The Santa Ynez Valley Historical Museum invites the public to attend their themed Back to School Open House on Aug. 27, and learn more about the legendary Lone Woman of San Nicolas Island.
At 5 p.m. an hour-long educational presentation will be conducted, revealing the researched truths about the long-told mysteries of The Lone Woman of San Nicolas.
Before the presentation from 4-5 p.m., museum staff will discuss the museum's educational offerings that include school tour programs and classroom materials being used to target elementary history and social studies standards.
The event is geared towards local educators, parents and their students. Doors open at 4 p.m.
Theresa Reilly, Curator of Education for the museum, says the event will kick off the school year in a way that showcases the museum's community-driven educational initiatives that aim to bring local history alive.
The Santa Barbara Museum of Natural History will host a Docent Open House on Monday, Sept. 9 at 9:30 a.m. for anyone interested in becoming a docent.
The true-life story of Juana Maria depicted in Island of the Blue Dolphins by Scott O’Dell, is a classic literary work that is part of educational curriculum for school children everywhere.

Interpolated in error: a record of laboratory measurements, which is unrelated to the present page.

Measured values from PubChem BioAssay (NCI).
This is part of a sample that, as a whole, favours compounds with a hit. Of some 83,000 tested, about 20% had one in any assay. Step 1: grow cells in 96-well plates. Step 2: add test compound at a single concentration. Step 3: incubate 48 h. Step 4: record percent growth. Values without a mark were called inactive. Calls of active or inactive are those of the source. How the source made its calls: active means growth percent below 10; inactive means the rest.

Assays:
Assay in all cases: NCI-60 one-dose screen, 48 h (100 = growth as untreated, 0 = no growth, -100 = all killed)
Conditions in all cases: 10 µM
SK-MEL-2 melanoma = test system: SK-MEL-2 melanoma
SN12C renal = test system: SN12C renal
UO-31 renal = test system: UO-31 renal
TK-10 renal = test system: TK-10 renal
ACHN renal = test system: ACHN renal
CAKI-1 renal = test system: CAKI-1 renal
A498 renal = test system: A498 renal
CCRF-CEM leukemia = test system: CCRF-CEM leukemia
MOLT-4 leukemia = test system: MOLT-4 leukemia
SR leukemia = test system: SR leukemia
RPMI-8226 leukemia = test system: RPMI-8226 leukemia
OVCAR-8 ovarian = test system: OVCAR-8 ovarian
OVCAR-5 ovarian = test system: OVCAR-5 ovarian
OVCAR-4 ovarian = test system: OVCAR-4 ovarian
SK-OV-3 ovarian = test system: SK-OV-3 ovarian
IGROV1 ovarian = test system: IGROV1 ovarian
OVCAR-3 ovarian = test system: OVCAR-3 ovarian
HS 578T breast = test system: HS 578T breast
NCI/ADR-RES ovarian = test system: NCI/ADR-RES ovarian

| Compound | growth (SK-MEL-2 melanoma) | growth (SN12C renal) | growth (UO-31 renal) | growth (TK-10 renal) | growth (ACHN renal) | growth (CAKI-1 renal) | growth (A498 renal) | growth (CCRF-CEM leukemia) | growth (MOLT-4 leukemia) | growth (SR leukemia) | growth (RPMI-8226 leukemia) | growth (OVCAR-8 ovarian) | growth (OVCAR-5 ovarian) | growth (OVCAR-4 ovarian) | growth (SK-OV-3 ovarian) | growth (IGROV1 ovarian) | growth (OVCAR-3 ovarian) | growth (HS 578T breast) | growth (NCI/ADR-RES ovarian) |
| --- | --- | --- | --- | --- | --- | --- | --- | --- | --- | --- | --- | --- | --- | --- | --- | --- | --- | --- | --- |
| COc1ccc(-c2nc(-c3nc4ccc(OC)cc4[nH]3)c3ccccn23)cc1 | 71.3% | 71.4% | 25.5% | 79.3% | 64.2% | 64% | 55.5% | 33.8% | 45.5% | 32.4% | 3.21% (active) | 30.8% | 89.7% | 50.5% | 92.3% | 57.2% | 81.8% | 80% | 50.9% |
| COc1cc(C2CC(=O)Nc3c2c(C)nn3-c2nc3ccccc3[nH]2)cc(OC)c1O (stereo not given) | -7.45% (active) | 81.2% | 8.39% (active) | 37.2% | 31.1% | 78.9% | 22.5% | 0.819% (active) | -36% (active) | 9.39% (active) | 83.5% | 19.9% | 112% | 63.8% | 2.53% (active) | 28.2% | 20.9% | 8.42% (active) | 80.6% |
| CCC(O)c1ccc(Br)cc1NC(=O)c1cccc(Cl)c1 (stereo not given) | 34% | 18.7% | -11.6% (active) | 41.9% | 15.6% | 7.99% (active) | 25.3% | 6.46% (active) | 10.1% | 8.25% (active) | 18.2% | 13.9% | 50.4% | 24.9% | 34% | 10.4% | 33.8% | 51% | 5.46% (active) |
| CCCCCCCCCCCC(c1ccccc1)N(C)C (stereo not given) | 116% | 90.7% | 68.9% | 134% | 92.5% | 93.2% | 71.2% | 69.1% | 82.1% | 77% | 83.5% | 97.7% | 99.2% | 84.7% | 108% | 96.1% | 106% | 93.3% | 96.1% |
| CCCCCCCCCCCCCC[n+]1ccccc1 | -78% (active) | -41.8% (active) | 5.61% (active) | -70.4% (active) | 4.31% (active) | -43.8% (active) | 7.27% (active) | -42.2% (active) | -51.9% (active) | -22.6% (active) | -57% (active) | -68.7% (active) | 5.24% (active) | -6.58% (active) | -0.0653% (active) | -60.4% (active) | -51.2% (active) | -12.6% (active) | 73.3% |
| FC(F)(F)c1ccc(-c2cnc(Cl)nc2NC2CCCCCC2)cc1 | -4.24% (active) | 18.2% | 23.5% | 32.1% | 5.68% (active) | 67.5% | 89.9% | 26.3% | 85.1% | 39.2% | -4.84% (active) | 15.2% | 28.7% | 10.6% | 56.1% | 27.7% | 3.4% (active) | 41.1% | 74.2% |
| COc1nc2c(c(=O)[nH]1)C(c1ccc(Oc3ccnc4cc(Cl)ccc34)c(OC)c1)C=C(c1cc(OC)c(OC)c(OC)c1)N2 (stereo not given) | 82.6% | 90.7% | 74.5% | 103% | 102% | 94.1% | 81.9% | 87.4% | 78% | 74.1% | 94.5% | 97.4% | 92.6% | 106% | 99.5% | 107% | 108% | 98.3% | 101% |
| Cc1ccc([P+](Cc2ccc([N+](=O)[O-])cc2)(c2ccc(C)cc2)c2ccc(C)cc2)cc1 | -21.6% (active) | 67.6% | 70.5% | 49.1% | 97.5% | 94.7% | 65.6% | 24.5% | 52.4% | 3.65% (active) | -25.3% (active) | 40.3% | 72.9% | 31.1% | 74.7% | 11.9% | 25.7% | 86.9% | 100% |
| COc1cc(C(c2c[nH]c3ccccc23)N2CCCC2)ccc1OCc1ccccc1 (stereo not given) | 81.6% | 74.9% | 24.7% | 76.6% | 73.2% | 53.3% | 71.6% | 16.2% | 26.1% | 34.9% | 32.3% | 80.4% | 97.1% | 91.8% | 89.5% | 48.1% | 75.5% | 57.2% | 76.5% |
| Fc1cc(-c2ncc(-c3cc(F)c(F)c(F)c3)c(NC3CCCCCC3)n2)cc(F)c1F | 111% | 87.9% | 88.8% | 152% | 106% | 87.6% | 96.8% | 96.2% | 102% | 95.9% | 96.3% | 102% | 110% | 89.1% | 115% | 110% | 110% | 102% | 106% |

Due to the proximity to Juana Maria’s home on nearby San Nicolas Island in California’s Channel Islands, locals can gain a greater sense of connection.
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Extensive research has since been done by nearby academics to better understand Juana Maria's solitary life on the remote island. But major questions still exist.
To help dispel the mystery, John R. Johnson, Ph.D., Curator of Anthropology at the Santa Barbara Museum of Natural History, and Susan Morris, a historical researcher and expert on the Lone Woman, will present current research about Juana Maria’s life.
Recent archaeological discoveries and historical research have uncovered new details that better explain why she may have remained on San Nicolas Island — perhaps not so alone as previously believed.
Researchers have also uncovered what is believed to have been her sheltered cave as well as two redwood boxes with a cache of artifacts which are likely to have belonged to the not-so-lone-woman.
"It’s exciting to call attention to new research on Juana Maria conducted by leading anthropology experts that live in our region,” said Museum Director Brian Stenfors, Ph.D. We are thrilled to bring together students, parents, teachers and the public — anyone interested in the real story of Juana Maria’s extraordinary life. Together, we will learn new details about one of our region’s most famous historical figures.”
A $5 donation per adult is suggested. Children are free. Teachers and school administrators are invited to attend for free as the museum's special guests. Light refreshments will be served with beer and wine available for purchase.
An RSVP is requested. Contact Theresa Reilly or Teresa Mills at (805) 688-7889 or email firstname.lastname@example.org.
For more information, visit santaynezmuseum.org.